This Montana City Has Been Named the Highest Poverty Rate in the State

Poverty Peaks: This Montana City Tops State’s Poverty Rankings

The natural beauty and abundant resources of Montana should not overshadow the economic challenges faced by many urban residents. Montana’s poverty rate in 2019 was 12.6%, slightly higher than the 11.6% national average, according to the U.S. Census Bureau.

However, there are significant differences in poverty rates throughout the state’s cities, with some facing significantly worse economic conditions than others.

Stacker used information from the U.S. Census Bureau to create a list of Montana cities where the majority of people live below the poverty line. The list is ranked by the percentage of people living below the poverty line in 2019 for cities with a population of at least 10,000.

The City With the Highest Poverty Rate in Montana

With 17.8% of its citizens living below the poverty line, Bozeman has Montana’s highest rate of poverty. Montana State University is based in Bozeman, the fourth-largest city in the state.

Compared to the state average of $60,834, the city’s median family income is lower at $57,411.

The high percentage of poverty in Bozeman might be attributed to the high expense of life, particularly housing. Rent and real estate prices have increased in the city due to recent rapid population growth and a housing shortage.

In January 2024, the median home value in Bozeman was $669,900, up 18.9% from the previous year, according to Zillow.

This Montana City Has Been Named the Highest Poverty Rate in the State

Other Cities With the Highest Poverty Rate

With 17.5% of its citizens living below the poverty line, Missoula has Montana’s second-highest poverty rate. The University of Montana is located in Missoula, the second-largest city in the state. The typical household income in the city is $51,022, which is less than the average for the state.

Regarding the availability and affordability of housing, Missoula and Bozeman confront comparable difficulties. In January 2024, the median home value in Missoula was $462,300, a 19.2% increase from the previous year.

Butte-Silver Bow (balance) has the third-highest poverty rate in Montana, with 17.3% of its citizens living below the federal poverty level. The ancient mining town of Butte and its environs are combined to form the city-county of Butte-Silver Bow.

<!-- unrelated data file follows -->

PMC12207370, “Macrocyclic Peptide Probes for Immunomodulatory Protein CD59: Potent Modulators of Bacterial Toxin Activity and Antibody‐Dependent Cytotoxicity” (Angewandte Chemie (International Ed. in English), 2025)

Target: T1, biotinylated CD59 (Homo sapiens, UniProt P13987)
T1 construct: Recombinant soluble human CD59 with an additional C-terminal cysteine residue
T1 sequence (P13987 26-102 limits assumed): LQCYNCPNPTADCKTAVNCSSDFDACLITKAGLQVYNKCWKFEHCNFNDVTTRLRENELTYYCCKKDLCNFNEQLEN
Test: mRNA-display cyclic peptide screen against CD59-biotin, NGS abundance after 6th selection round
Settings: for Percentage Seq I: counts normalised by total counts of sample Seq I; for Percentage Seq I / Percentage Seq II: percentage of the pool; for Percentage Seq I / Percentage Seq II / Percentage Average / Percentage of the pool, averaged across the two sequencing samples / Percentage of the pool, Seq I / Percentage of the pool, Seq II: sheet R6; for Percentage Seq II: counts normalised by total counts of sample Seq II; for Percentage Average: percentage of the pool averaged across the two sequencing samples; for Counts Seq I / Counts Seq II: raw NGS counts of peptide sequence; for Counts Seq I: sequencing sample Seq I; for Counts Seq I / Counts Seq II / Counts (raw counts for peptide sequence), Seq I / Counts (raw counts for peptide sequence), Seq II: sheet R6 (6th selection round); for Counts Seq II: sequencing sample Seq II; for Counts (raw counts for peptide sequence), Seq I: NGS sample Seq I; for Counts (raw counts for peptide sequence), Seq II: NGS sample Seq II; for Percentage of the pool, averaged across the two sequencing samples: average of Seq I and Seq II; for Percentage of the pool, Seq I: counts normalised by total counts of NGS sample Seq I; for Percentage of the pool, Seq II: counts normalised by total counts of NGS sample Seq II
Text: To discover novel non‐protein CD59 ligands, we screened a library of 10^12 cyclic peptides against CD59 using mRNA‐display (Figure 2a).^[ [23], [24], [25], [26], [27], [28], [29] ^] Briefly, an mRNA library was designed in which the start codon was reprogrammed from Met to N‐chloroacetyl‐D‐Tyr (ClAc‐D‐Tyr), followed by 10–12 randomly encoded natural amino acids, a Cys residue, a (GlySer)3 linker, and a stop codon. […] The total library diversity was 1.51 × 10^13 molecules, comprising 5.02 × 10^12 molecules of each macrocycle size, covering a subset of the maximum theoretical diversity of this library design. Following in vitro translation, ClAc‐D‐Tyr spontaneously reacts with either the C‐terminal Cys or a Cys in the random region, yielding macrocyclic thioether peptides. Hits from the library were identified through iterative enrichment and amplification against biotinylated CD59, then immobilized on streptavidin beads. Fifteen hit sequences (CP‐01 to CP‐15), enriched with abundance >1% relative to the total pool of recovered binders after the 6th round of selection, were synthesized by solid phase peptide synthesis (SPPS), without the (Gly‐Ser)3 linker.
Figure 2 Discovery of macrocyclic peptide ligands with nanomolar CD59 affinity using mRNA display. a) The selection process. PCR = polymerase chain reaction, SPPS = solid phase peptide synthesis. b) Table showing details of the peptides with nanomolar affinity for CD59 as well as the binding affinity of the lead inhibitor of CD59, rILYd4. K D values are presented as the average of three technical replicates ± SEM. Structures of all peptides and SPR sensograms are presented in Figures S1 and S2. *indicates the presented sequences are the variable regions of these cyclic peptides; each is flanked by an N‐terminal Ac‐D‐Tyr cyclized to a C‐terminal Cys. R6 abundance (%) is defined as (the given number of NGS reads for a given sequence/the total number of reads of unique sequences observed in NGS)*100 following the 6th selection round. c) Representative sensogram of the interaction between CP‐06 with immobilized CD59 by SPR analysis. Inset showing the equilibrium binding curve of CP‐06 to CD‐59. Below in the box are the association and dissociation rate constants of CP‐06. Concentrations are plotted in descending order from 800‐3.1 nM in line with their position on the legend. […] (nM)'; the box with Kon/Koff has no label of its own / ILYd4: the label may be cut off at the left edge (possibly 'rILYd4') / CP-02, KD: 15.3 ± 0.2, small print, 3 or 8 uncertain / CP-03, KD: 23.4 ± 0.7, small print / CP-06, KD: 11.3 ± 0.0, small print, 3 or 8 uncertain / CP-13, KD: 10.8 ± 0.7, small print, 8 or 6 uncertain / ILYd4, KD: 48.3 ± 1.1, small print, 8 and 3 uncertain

This Montana City Has Been Named the Highest Poverty Rate in the State

The city-county has the lowest median household income of any city on the list, at $49,065. Although mining, particularly of copper, has a long history in Butte-Silver Bow, it has drastically decreased since the 1980s, leaving behind both economic and environmental issues.

The county’s efforts to draw in new firms and citizens and diversify its economy have been hampered.

Great Falls (14.7%), Helena (14.4%), Kalispell (13.3%), and Billings (10.0%) are the other cities on the list. Although these cities’ rates of poverty are lower than those of the top three, they are still higher than the national and state averages.

Additionally, their median household incomes—which range from $51,692 in Helena to $59,656 in Billings—are lower than the state average.

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To Conclude

The poverty situation in Montana is more complex than a straightforward state average might suggest. Although the overall poverty rate is slightly higher than the national average, there are significant variations among its cities.

Bozeman, Missoula, and Butte-Silver Bow stand out with poverty rates exceeding 17%. These areas, known for their colleges and historical ties to mining, are grappling with challenges such as soaring housing costs, sluggish median incomes, and broader economic difficulties.

The issue extends beyond these top three cities, as major urban centers like Great Falls, Helena, Kalispell, and Billings also face poverty rates higher than the national and state averages. While these rates may be lower compared to the top three, they collectively underscore a pervasive problem that requires attention.

Addressing urban poverty in Montana calls for a comprehensive approach. Initiatives like affordable housing, economic diversification, and targeted support programs for vulnerable populations are crucial.

By recognizing the issue, understanding its complexities, and implementing effective solutions, the state can work towards a more equitable future where prosperity is shared more evenly across its cities.

With more than two years of expertise in news and analysis, Eileen Stewart is a seasoned reporter. Eileen is a respected voice in this field, well-known for her sharp reporting and insightful analysis. Her writing covers a wide range of subjects, from politics to culture and more.